The Poly Mindset, Why People Prefer It

I recently exchanged a few words with a couple of polyamorous men and women. There are different reasons why us poly folk prefer this type of lifestyle or relationship dynamic, but my friends and I seem to have similar thoughts on the subject. Below I spell out a few ideas that we all resonated with. I have entitled this explanation: The Poly Mindset. The first thought is: We just want to be free.

Freedom is a very expansive, vague concept that can mean a myriad of things. I believe from our poly perspective, it means the ability to avoid confinement of any kind. There is no closed way to meet people, interact with people, repeatedly see people, have sex with people or build a relationship with them. And it is this freedom to connect that makes us feel the most autonomous. This is different from having boundaries though. With boundaries, the restriction is not whether you can date or see others, it simply may determine when and where you see them. Using the same quality time you spend with your primary partner as an opportunity to build a foundation with another prospect, for example, maybe the wrong place and time. The restriction, however, is not on whether you can build another relationship with a potential spouse in general. And this is exactly the freedom we crave.

The second thought is: We love romance. I identify as a poly romantic: someone who shares romances with multiple people at the same time. I believe many polyamorous people identify this way as well. I separate romance from the idea of “intimacy” and “sex.” For me, close relationships with friends and family all share intimacy. These relationships foster a closeness and vulnerability that allows trust and openness. Romance takes this one step further and builds on intimacy with physical closeness and nurturing. I consider the act of dating, kissing, holding hands, cuddling, massaging, groping, and the like to be romantic actions. The step after this is what I consider sex, including but not limited to, penetrative intercourse. Out of all three, I argue that romanticism takes the emotional cake. The luxury of being poly romantic is feeling like you are in a constant emotional flow of love and care on a consistent basis. There seem to be no pauses, no breaks, and no feelings of ever going without. Regardless of how much work we have to do in any said relationship, it remains blissful, vibrant, and abundant. That feeling of uninterrupted love is incredibly fulfilling. So much so, we question why we should ever giving it up.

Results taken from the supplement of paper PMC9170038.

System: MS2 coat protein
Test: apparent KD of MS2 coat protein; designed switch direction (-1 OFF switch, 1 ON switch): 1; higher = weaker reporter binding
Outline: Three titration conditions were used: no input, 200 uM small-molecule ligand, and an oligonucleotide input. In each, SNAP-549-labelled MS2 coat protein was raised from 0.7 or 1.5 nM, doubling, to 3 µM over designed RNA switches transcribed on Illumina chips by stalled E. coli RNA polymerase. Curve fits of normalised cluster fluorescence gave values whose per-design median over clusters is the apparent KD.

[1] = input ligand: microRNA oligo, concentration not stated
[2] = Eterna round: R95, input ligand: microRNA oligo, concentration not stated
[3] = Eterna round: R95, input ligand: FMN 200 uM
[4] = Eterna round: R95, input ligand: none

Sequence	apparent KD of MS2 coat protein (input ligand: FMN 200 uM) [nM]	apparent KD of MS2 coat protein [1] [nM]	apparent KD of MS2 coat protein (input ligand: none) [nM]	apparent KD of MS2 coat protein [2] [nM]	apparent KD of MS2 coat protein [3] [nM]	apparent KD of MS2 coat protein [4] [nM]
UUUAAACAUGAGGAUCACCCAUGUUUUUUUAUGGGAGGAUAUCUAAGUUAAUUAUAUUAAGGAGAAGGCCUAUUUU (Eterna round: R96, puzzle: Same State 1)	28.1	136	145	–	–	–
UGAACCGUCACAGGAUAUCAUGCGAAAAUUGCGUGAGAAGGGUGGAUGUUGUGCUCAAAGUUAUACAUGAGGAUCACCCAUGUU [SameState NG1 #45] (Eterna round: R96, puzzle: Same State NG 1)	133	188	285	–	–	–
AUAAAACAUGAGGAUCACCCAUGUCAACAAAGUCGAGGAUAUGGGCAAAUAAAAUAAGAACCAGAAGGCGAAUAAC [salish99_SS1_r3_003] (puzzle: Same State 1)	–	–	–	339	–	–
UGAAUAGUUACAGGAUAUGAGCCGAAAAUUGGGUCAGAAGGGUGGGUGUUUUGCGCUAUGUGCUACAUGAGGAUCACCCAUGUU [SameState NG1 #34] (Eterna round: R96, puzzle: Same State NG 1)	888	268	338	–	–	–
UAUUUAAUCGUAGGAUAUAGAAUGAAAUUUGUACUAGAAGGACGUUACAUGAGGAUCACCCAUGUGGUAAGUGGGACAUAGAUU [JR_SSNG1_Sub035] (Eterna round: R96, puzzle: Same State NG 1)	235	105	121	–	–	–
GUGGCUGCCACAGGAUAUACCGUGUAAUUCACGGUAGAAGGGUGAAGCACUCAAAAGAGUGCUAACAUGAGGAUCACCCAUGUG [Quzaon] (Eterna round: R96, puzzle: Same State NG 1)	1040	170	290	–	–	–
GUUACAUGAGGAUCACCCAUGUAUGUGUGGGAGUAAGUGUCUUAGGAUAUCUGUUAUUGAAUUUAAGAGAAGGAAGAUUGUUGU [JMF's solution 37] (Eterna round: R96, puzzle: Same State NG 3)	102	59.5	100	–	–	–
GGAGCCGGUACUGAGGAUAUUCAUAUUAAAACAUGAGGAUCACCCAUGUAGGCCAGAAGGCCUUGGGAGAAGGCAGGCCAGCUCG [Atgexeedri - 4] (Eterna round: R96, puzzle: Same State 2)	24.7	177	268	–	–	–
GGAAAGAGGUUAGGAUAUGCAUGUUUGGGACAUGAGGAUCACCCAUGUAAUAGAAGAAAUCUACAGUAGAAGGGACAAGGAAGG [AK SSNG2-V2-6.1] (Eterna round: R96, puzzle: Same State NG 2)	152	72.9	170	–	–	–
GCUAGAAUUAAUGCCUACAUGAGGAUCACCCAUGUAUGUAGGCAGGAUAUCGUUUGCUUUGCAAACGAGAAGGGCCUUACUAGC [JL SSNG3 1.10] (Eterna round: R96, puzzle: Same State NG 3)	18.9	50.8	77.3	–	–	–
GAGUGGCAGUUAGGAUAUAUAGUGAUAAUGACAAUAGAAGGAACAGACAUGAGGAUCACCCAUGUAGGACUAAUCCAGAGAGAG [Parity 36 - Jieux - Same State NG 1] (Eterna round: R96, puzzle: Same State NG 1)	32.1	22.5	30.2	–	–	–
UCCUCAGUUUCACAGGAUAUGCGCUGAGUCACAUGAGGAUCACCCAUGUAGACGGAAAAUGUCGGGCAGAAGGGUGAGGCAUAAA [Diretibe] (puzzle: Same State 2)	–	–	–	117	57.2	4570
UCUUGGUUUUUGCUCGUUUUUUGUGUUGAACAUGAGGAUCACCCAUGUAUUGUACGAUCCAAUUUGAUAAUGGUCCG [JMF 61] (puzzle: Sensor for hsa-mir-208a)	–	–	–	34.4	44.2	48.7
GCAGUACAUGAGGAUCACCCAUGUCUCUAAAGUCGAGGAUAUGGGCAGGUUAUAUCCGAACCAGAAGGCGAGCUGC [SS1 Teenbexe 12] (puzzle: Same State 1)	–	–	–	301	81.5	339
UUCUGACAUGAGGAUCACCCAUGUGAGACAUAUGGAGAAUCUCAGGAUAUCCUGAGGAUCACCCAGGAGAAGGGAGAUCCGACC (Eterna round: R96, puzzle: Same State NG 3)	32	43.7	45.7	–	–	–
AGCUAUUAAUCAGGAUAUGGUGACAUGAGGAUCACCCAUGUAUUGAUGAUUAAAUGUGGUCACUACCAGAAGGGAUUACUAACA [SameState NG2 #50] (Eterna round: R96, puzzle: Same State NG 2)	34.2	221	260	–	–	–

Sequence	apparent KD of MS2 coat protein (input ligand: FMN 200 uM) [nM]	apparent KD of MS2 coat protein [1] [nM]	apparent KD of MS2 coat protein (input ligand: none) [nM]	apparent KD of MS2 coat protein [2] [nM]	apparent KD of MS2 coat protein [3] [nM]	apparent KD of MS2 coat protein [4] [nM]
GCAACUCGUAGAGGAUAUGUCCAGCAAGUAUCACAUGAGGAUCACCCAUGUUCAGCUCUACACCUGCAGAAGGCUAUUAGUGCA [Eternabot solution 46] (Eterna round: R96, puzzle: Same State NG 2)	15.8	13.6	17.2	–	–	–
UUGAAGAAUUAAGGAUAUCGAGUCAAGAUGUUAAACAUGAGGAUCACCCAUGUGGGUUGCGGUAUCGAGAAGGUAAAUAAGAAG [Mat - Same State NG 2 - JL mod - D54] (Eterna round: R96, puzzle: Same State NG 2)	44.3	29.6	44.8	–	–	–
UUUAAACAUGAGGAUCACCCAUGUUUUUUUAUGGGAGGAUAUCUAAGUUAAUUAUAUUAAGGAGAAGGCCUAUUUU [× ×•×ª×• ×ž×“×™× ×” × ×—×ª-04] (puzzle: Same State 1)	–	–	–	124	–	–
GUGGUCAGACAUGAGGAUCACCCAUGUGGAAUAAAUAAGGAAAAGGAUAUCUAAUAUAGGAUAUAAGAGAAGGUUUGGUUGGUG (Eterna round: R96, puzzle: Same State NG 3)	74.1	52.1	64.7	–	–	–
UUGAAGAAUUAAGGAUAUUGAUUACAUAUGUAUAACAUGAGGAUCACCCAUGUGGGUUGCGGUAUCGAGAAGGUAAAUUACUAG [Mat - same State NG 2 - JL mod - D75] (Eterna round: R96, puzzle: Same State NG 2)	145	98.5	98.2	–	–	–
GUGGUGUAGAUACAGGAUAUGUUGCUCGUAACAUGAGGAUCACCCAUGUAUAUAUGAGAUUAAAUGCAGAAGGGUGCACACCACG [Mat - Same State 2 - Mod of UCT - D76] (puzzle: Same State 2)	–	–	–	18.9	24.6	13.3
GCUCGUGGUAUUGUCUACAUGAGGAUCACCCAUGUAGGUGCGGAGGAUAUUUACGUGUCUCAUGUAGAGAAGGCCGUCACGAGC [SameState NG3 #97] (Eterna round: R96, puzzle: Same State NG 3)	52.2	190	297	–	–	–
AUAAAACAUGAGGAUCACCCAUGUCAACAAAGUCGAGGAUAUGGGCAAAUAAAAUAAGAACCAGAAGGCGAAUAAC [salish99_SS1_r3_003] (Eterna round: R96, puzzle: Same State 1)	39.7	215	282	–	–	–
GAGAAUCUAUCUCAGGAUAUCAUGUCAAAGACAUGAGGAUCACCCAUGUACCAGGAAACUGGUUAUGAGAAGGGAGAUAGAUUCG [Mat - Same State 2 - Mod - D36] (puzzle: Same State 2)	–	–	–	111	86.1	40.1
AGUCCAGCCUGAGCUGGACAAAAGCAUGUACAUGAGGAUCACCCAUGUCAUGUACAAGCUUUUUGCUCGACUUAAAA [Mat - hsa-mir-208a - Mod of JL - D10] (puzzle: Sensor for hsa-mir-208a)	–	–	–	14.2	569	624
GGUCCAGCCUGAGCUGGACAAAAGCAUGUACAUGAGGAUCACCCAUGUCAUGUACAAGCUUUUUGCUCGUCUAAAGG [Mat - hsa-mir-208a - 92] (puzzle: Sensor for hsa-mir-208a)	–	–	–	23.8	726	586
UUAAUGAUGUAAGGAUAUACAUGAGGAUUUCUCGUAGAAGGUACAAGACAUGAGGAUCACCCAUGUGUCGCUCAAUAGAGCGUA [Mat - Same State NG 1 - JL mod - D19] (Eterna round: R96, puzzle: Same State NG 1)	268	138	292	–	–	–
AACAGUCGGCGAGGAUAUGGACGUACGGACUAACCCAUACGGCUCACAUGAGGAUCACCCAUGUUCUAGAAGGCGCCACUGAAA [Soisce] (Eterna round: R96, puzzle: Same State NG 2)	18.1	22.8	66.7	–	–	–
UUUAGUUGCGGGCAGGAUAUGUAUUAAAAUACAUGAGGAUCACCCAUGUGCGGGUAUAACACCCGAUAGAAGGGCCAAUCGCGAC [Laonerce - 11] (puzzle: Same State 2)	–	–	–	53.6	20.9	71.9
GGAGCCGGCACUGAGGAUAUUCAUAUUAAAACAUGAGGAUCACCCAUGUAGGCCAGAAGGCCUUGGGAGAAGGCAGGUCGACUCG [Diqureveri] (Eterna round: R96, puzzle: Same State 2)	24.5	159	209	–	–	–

The third thought is: We don’t think commitment is limited. Any ethically nonmonogamous person knows that commitment is not strictly for “certain types” of relationships. Many people share the popular opinion that polyamory is a lack of commitment, when in truth, it’s the promise of committing more than once, to more than one. Commitment is choosing to put time, energy, effort, and dedication into something or someone. Because of the emotional, financial, and even labor-intensive work required by relationships, many people can only commit to one person at a time. Many people spread themselves thin when they have to emotionally multitask. We, who are poly, do not believe that just because we want to commit to multiple people, that we are unauthentic, lacking passion, fake, or incapable of accomplishing this in a thoroughly loving way.

If you seem to be resonating with these ideas, perhaps you are in the right place. I encourage you to explore and implore as much as you can about the dynamic you have with others, especially romantically. There have been people who preferred a polyamorous lifestyle and relationship dynamic, simply because it sounds cool. Doing it, for this reason, is unsustainable. You must truly love, truly commit, and truly be able to do it with more than one individual to be an efficient, ethical, developed human being. And who doesn’t want more of those in the world? 

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